Tag Archives: career development

Giving back, what does that look like again?

With summer  here, it is easy to get in the habit of hitting up a patio after work with friends to socialize. However don’t forget about giving back. Have no clue what I am talking about?
Well I am talking about a) the upcoming professionals who will join the ranks of the workplace in a couple of years and b) your current network, which may need some maintenance.
Over the last two years, I have changed jobs, finished a MBA, and moved.  Life is crazy at times; I can say from experience it’s hard to make others a priority in the midst of the madness, but it is well worth the effort. 
Thinking back to when I finished my first diploma, the best classroom sessions were when work professionals came to the classroom and shared their real life examples and wisdom. Those classes got me pumped to persevere and helped me get through summer semesters.  Sharing your work experience is such an easy way to give back.
Recently I went to a high school event for ICT Day (Information, Communications and Technology) in Coquitlam. A bunch of fabulous women joined together that day and shared with the students what reality is like for women in the technology industry – an industry which is significantly under represented for female workers. After a wonderful day of sharing, coaching and conversation, I couldn’t get over the excitement in some of the girl’s eyes. I felt that same excitement all over again. 
I had two thoughts at the end of that day: I wished I had the same opportunity when I was in elementary school, and I wished there were more schools that went above and beyond to expose students earlier in their education to the reality of and love for work in the professional world.
Screen Shot 2015-06-23 at 1.36.29 PMSoon after I went back to my old stomping grounds of BCIT with one member from my team and gave a presentation to an eager group of marketing students, again, the engagement and excitement in the room was palpable. (Picture on left is after the presentation).
Our school system is one that continues to get criticized, and rather than add to the noise, I gave back. My form of giving back was my time. I simply supplemented the post secondary curriculum with examples from my everyday work life – examples which sometimes seem ordinary to me.  I gave these students some real examples, data, war stories and hopefully inspired them. 
I am not solving the root problem, but I am helping by sharing with those who are about to take flight in their careers my passion and love for work.  I am paying it forward, as someone once did for me.
Lastly, don’t forget your current network, colleagues who are probably hitting up those patios too. Summer a great time to check-in on people with whom you haven’t connected in a while, or to keep those hundreds of “let’s do coffee” commitments.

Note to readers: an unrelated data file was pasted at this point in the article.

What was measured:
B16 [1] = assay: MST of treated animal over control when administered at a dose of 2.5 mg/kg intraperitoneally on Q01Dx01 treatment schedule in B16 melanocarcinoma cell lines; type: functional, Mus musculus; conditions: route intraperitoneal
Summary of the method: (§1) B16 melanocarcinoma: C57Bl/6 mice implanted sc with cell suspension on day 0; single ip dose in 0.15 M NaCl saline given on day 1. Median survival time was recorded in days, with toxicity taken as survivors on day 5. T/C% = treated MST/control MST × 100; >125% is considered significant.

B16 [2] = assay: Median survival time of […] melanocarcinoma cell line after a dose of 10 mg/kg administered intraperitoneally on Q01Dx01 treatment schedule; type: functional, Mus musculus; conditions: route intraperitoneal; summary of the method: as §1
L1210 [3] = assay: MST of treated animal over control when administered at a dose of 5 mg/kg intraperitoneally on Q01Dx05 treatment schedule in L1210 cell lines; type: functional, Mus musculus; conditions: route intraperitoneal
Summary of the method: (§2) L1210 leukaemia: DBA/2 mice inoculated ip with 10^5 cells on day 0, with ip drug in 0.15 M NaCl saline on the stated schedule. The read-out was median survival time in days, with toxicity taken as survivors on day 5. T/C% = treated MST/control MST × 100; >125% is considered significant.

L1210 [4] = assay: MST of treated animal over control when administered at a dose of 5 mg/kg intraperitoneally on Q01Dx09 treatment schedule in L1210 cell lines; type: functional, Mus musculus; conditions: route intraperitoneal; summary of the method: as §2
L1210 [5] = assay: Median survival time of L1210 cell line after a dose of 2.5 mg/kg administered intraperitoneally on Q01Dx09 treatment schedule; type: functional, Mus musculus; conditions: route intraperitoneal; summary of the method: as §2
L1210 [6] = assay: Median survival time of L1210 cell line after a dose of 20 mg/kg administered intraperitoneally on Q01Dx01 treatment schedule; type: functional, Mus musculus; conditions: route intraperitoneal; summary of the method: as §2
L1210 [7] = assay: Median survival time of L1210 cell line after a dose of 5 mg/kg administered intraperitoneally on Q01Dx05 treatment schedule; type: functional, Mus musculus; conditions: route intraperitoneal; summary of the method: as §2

In the last month I can say I have paid back my network debt and feel more connected within my industry and field of work.  The payoff? I’ve been able to get more done, and strengthened work relationships, by simply dialling a “friend” to ask a question rather than googling it. 
Let’s get real here, this is simply good Karma. Before summer gets in full swing, look at your calendar and see where you can donate your time to a high school, university, or a colleague in your field. I suspect you will be happy you did. 
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Letting Go

ImageTo move up on onwards people have this idea you need to take on more responsibility and get better results and faster. But really how is that possible? Do you see any of your senior management team or CEO running around like a crazy person trying to do more and get more done, probably not. I don’t even see directors doing that.

So why is there some idea when people are at the individual contributor level that more is better? It’s not, in fact, more is less. The more you do, the less better it becomes. It’s a cycle to keeps you at the individual contributor level. What distinguished managers from individual contributors is the ability to let go. To find someone you trust who is capable, who is driven and who will deliver. Once you pass off the work (note: pass off is not equivalent to dumping) you free yourself up to take on new and challenging work that grows you. Sometimes even then you aren’t a manager, but the ability to let go is one that great managers have. They hire great people who deliver great work.

Don’t know how to let go because you “can’t”? Think people require you do to the work you want to let go of? Here is a negotiation trick I learned early in my life, say about 13, you tell the people who want to see you succeed, presumably your boss, that if you cannot let go of the work then the opportunity to take on this new and exciting challenge just won’t be possible. Simple right! You will be surprised how well people will respond when you lay out the facts. Great managers will find a way to reshuffle, reprioritize and make a great employee (like yourself) have the opportunity to develop. Remember, your success is actually their success. Happy letting go.

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